She hates Missouri. Nick thrives, but it makes her feel like she is choking. Then things in the marriage start to get even worse…Or does it? Is Nick really as cruel as Amy paints him? Or are the writings in the journal just the exaggerations of an unhappy, displaced person?
Did Amy leave by her own choice? Or was she taken by force? But most importantly, where is Amy?
The supporting characters are just as great as Affleck and Pike. Carrie Coon is perfect as Margot as she is really able to capture twin sister needling brother, and being supremely protective of him. Kim Dickens is an amazing Detective Rhonda Boney, the homicide officer assigned to the case. She seems all midwestern, laid-back, easygoing, charm; but she has a real brain in her head and is highly observant. Neil Patrick Harris steals scenes, as he plays Desi Collings, Amy’s ex and possible kidnapper. And then we have Tyler Perry, rounding out the cast as Tanner Bolt. I never would have picked him for the part as he is radically different, but he does a great job as being one of those shark lawyers after the big-name cases.
And is has an awesome twist that I will not reveal as you all should definitely watch/read for yourself.
Where is Amy? What Happened to Her? Visit Your Local Theater to Find Out.
Jaws really is revolutionary movie. It is an amazing piece of cinema that breaks a lot of previous horror film rules. It focuses on both the people and the creature they are trying to kill. The camera uses are unparalleled. Instead of constantly being shown the shark (as it malfunctioned a lot) it is filmed from the shark’s point of [something down later in Friday the 13th (1980)] which adds to the terror of the film.
This also was the first “summer blockbuster” film. It opened on 409 screens nationwide (unusual for the time) and quickly became the highest grossing film of all time. Previous to Jaws, they would show the film on a few screens and then move the picture around. This mass-screening, all-over at the same time became so popular that it set the standard for what film companies do today. Jaws lost its place as the highest grossing film of all time in 1977 when Star Wars IV: A New Hope came out.
This film also brought a huge interest in sharks and marine biology. Now previous to this film you had monster movies and horror films that were about sea creatures attacking. Films such as The Beast from 20,000 Fathoms were you have some radioactive created creature that is ginormous and attacks the world. Or the mythological fishman from TheCreature from the Black Lagoon. Godzilla, being another radioactively changed creature that is trying to destroy or protect the city. It Came From Beneath the Sea a giant octopus that causes havoc and destruction. The Monster that Challenged the World where giant mollusks come out of a crevice in the ground and try to kill everyone. But have you noticed something? All of these are large creatures, most of the time accidentally or purposely genetically altered. Or fake, such as the fishman. None of these were an actual creature that you could come into contact with…like a great white shark. Not only is Bruce (the shark in the film, named after Steven Spielberg’s lawyer) something real and normal-sized; but he’s just freaky! The book and the film both present actual data (although more studies proved some of the behavior previously associated with great whites are false) and an actual creature you could come upon. I mean great white sharks have over 300 teeth, they can get to be over 21 feet long, they are pretty fast swimmers, can jump out of the water, and are constant eating machines. How could you not be afraid?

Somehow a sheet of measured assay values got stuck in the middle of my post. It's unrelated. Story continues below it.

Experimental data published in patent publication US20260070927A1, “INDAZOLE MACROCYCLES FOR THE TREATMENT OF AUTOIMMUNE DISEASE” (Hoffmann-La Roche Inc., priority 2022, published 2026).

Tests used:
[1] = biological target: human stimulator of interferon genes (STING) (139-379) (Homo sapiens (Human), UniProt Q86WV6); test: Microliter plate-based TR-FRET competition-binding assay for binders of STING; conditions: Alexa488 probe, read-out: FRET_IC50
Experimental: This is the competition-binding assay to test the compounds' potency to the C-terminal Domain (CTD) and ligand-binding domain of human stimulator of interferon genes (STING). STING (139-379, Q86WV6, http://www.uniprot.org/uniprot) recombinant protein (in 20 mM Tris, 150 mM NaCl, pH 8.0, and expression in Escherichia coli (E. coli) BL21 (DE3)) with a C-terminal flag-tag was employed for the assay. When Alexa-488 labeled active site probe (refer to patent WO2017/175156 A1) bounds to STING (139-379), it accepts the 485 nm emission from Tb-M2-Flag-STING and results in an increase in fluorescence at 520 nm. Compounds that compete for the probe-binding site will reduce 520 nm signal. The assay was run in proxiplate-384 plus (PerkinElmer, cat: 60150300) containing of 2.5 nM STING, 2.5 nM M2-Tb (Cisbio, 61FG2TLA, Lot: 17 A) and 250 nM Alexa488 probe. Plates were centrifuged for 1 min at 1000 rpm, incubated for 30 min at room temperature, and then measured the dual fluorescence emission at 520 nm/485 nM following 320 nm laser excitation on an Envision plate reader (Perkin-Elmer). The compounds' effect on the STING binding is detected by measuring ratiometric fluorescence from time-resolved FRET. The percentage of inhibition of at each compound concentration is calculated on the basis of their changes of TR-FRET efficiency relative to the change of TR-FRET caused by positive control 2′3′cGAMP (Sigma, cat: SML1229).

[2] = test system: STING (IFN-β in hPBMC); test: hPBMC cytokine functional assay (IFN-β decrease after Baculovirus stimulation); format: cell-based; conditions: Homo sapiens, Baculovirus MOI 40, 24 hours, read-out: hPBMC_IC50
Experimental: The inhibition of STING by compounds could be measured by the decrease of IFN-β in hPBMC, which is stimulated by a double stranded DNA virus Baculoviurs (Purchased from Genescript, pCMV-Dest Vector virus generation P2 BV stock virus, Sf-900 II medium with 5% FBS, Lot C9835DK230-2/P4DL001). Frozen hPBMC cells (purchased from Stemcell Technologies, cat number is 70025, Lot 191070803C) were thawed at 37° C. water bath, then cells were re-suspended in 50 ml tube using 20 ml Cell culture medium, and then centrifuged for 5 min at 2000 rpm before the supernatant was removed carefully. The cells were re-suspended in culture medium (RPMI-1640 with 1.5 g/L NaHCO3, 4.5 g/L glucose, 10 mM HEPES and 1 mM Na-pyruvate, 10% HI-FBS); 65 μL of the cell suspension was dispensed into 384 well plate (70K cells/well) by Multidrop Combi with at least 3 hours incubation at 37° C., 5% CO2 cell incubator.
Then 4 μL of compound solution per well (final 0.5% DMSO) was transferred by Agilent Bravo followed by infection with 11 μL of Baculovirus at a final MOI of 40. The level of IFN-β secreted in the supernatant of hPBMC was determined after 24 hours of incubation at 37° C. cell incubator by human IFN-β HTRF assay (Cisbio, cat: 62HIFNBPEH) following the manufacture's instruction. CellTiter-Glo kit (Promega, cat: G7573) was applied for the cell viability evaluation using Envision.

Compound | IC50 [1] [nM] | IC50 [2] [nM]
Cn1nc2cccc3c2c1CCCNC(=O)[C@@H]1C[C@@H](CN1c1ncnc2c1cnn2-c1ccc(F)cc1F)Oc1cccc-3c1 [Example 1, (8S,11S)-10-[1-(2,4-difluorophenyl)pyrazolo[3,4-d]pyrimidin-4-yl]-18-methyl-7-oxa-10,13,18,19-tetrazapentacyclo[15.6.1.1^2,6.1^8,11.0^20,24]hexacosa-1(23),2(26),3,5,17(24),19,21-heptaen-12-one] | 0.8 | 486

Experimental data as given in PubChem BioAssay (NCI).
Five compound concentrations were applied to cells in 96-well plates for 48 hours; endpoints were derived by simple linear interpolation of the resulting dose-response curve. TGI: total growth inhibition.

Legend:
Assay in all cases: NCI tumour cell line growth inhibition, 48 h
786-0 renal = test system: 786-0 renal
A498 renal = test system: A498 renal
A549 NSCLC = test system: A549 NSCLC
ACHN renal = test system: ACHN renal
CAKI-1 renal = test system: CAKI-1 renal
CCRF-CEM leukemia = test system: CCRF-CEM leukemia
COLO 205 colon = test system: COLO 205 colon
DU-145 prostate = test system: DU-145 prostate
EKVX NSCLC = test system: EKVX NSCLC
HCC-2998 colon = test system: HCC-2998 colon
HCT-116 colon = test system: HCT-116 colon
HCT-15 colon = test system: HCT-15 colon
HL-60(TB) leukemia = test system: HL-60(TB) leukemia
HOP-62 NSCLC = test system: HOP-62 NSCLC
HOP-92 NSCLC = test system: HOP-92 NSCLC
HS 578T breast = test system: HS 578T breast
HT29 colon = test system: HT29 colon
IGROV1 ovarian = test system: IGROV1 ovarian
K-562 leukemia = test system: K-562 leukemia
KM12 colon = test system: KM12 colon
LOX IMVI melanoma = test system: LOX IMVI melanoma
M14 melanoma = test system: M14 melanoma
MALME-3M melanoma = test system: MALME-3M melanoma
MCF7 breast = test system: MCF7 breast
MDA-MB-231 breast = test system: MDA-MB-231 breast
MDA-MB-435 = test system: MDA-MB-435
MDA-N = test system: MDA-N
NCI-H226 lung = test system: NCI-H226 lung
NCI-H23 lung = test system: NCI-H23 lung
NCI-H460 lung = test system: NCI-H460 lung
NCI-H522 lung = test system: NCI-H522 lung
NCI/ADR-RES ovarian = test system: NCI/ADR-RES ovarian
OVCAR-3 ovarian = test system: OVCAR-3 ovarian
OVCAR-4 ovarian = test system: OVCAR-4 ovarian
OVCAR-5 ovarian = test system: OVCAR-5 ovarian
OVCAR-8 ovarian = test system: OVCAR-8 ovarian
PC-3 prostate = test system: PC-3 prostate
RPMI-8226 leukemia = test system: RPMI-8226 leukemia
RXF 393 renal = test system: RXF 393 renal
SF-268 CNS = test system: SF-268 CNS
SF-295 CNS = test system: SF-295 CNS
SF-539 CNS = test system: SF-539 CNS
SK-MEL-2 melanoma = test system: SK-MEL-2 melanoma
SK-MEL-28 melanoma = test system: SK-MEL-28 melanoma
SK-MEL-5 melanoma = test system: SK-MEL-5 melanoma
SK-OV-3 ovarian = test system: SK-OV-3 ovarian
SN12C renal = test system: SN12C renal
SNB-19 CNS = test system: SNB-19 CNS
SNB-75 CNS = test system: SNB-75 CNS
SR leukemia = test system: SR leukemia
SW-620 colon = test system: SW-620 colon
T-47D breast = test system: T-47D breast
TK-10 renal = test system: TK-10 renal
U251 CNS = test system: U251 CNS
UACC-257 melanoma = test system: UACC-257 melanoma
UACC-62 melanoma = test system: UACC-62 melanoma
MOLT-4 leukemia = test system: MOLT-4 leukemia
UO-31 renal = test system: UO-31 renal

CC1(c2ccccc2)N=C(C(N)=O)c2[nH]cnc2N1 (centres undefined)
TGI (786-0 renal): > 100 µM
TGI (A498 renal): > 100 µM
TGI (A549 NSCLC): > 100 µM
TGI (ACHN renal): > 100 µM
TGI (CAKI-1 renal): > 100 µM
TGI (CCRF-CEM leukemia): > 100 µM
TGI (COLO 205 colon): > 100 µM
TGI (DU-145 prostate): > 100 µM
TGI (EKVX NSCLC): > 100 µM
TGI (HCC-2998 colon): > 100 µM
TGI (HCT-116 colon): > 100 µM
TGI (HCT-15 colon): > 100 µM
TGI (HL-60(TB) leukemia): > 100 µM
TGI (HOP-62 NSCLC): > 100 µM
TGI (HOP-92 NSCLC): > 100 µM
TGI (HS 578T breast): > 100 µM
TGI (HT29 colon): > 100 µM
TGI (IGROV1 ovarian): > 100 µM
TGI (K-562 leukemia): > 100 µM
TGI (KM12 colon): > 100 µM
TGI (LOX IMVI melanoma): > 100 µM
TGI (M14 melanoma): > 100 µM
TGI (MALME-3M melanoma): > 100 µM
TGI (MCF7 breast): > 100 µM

But just like Spielberg’s other film Jurassic Park made dinosaurs the “it” thing (and they have been ever since, although never as on top as in the ’90s) Jaws made sharks really cool. And they remain so. I remember back in grade school sharks were just so awesome! We had a guy come to our class that did a whole presentation on sharks, and everyone was riveted. And people still remain so. Sharks will never stop being cool. I mean after all, ever summer we have a week devoted to them, Shark Week, on the Discovery channel. Buzzfeed even did a quiz on “What Type of Shark are You”. And did I take this quiz you may ask? You bet I did!